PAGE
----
To be certain that an alleged archaic group of humans interbred with modern humans, we need a copy of their actual genome sequence. This way, if we find pieces of ‘archaic’ DNA in the genomes of modern humans, we know that they interbred. Scientists have the genome sequence of only Neandertals and Denisovans. With the genome sequence lacking from other archaic humans, we can only infer the presence of archaic DNA in modern humans via statistical models. The results of these models are more tentative than simply comparing the genomes of two individuals. In fact, there is quite a bit of guesswork involved. Figure 1 summarizes models portraying gene flow between modern humans, Neandertals, Denisovans and super-archaic humans.

super-archaic-groups
Figure 2. Identifying DNA in the genome of modern humans from super-archaic groups. Genetic variants in the human genome are matched with ones from the Neandertal and Denisovan genomes. These come from variants N1 to N17 and D1 to D17. Those variants in the modern human genome which do not match either one come from the DNA of a possible super-archaic lineage, labelled S3 and S12. These Neandertal, Denisovan, and super-archaic variants are dispersed all throughout the modern human genome. They are only depicted here next to one another for the sake of clarity. These variants only represent a small portion of the entire genome.

Researchers infer that a portion of DNA from modern humans comes from a super-archaic lineage when they find variants in the human genome that are missing from the genomes of both Neandertal and Denisovans (see figure 2). They also need to compare Africans to non-Africans, using the supposed out-of-Africa event as a time marker for introgression. This is what Durvasula and Sankararaman did when they compared the genomes of four sub-Saharan people groups with Neandertal and Denisovan. They estimated that between 2–19% of the genome of these supposed super-archaic groups, including a handful of genes which play a role in tumor suppression and hormone regulation, comes from a human lineage pre-dating Neanderthals and Denisovans.11 They based the conclusion on the fact that these variants are not found in Neanderthals and Denisovans. But, of course, they are assuming there was an earlier population. It is also possible that some genetic variants were passed to the Neanderthals, and not to Africans, and vice versa, from the early post-Flood population.

Besides genetic evidence that super-archaic humans interbred with humans, other studies involving physical characteristics show that archaic humans like H. erectus and H. heidelbergensis are related to modern humans.12,13,14

This is significant. Since there is evidence of genetic intermixing between modern humans, Neandertals, Denisovans, and now super-archaic groups, mean that humans form a single group, instead of multiple evolutionary lineages remaining independent of one another for millions of years. This is exactly what evolutionists are now coming to say based on fossil and ancient genomic evidence from all across Africa: humans have descended from a common ancestor, sharing many features, but also showing a lot of physical variation.15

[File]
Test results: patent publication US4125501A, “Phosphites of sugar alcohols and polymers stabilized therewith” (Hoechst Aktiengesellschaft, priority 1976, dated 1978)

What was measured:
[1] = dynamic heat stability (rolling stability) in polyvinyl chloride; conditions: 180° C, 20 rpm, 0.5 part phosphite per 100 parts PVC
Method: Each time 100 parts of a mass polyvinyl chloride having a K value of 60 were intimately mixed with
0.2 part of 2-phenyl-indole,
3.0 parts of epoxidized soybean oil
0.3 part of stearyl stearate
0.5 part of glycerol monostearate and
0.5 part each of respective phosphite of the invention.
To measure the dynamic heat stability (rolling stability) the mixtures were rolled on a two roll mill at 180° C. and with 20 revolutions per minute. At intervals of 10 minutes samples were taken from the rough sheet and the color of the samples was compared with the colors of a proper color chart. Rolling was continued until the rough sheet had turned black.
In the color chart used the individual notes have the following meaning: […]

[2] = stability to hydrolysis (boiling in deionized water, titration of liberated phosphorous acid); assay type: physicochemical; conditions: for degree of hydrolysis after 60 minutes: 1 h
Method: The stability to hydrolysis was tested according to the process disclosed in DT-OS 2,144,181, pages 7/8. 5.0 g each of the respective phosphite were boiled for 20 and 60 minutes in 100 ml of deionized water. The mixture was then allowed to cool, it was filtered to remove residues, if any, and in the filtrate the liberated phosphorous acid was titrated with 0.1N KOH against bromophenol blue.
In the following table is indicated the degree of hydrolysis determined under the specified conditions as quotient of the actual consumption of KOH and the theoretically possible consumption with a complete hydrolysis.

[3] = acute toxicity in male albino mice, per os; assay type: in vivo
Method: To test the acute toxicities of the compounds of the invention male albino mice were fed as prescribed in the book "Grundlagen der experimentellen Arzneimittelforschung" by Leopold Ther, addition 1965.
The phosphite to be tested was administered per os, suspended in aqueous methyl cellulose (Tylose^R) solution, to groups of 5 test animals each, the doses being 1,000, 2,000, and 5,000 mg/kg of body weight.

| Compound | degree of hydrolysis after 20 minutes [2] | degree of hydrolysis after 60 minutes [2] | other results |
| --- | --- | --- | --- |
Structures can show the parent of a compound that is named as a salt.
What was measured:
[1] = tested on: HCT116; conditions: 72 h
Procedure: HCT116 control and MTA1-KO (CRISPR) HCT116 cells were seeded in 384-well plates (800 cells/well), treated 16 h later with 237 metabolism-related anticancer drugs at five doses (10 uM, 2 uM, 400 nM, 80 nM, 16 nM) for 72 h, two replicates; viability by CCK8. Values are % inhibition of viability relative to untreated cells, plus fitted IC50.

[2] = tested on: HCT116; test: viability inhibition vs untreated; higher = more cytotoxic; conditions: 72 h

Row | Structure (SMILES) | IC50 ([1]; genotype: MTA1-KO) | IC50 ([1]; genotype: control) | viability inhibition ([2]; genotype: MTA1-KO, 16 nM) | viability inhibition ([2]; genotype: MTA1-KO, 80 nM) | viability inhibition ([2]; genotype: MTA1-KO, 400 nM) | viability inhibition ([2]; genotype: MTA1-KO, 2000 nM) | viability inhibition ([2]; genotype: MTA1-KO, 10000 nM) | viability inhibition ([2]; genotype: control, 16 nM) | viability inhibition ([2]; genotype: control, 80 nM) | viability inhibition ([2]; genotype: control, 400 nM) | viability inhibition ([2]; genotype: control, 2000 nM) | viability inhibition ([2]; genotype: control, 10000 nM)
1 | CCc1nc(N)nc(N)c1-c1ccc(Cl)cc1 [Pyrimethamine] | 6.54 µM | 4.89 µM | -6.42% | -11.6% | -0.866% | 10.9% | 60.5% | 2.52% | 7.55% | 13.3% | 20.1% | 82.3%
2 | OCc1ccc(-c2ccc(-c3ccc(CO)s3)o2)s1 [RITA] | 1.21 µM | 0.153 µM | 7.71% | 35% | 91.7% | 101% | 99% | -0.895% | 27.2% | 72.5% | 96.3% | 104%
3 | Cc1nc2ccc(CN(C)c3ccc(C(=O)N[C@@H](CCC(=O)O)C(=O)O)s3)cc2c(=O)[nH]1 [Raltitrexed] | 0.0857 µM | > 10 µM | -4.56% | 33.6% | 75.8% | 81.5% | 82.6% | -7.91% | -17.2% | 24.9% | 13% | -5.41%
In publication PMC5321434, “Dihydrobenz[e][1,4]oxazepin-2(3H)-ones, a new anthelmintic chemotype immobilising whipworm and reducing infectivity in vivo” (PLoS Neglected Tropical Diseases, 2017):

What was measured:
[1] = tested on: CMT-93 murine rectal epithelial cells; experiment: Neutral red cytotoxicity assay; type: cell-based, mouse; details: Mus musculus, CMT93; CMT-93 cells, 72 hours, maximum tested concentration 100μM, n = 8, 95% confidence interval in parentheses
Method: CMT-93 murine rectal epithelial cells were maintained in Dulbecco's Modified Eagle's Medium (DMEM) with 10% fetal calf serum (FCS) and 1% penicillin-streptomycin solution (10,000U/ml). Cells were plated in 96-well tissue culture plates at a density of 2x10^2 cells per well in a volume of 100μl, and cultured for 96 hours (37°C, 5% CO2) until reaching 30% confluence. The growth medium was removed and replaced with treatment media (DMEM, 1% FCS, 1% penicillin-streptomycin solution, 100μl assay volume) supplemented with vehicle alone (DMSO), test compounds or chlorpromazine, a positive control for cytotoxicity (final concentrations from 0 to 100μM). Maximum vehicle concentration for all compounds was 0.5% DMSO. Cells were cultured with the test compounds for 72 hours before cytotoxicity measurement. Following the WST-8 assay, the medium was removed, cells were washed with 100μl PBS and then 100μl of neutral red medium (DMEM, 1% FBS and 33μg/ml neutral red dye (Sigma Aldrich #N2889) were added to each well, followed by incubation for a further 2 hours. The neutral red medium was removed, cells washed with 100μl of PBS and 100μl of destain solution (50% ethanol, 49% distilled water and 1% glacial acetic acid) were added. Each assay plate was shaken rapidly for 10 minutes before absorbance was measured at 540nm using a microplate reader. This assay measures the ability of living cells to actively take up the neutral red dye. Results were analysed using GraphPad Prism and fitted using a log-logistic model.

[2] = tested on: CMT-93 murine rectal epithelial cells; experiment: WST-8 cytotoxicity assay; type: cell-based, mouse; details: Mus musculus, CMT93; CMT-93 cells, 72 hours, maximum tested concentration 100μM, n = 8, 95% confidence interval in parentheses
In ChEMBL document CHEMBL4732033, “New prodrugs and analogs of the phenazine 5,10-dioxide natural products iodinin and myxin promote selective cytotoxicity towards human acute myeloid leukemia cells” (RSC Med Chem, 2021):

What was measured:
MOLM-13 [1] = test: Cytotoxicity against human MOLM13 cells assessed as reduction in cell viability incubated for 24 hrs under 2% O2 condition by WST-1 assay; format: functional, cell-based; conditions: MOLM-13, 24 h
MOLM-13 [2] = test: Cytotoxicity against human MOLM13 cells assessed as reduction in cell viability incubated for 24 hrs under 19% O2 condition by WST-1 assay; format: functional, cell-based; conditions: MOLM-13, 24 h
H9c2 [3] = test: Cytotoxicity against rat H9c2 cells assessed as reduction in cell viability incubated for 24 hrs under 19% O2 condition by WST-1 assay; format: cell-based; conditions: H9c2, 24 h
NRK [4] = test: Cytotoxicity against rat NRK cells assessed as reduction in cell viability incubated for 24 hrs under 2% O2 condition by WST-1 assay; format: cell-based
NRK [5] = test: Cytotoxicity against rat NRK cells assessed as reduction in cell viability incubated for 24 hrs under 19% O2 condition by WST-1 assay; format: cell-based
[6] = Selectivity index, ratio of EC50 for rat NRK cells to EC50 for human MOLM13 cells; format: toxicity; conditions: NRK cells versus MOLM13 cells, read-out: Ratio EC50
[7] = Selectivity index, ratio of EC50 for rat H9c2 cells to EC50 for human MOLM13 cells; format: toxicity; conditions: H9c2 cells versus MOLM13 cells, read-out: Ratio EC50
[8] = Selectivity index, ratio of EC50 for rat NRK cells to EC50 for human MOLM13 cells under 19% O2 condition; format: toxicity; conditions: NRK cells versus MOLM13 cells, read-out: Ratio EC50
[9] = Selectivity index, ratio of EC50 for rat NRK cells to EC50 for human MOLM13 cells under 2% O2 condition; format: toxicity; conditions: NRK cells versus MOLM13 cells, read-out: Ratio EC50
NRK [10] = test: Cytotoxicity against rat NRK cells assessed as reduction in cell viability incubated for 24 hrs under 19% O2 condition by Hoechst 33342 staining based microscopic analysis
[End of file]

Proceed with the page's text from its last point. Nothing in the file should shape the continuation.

Overturning evolutionary models of speciation

Figure 1 from Rogers, 2019gene-flow
Figure 3. Tree showing relationships and gene flow between X: Africans, Y: Eurasians, N: Neandertals, D: Denisovans, and S: alleged super-archaic humans. According to this model (adapted from Rogers, 2019) gene flow happened at points in the tree marked with Greek letters α, β, γ, and δ. 0 denotes the ancestral gene, whereas 1 denotes the derived, or mutated gene. For example, the letter ‘d’ in red means that a mutation happened at β, appearing only in Denisovans. The letter combination ‘xyn’ in blue means that a mutation happened at the bottom of the blue line and spread to Africans, Eurasians and Neandertals.

Besides this, there is another surprising conclusion that we could draw from these studies, if they are true. Evolutionists have tried to determine when and where the genetic mixing occurred between super-archaic humans, Neanderthals, Denisovans, and modern humans. The evolutionary models contradict one another, and they are forced to involve complex movements of archaic people groups back and forth between Africa and Eurasia.

One research group studied DNA letter patterns in Africans, Eurasians, Neandertals and Denisovans. They inferred that DNA admixture happened once between super-archaic humans and the ancestors of Neandertals and Denisovans and again between super-archaic humans and Denisovans (figure 3).15 Even though they did not have the super-archaic genome available, they still modelled when gene flow happened between which genomes, based on the pattern of DNA letters at specified locations in the genomes of Africans, Eurasians, Neandertals and Denisovans. This is very speculative work. It also assumes deep time and common ancestry with chimps. In fact, the ‘ancestral’ state was determined by comparing to chimpanzee DNA. If this assumption is incorrect, the evidence of mixing with some early-post-Flood ‘super-archaic’ humans might stand, but the timing and order of events will be radically different.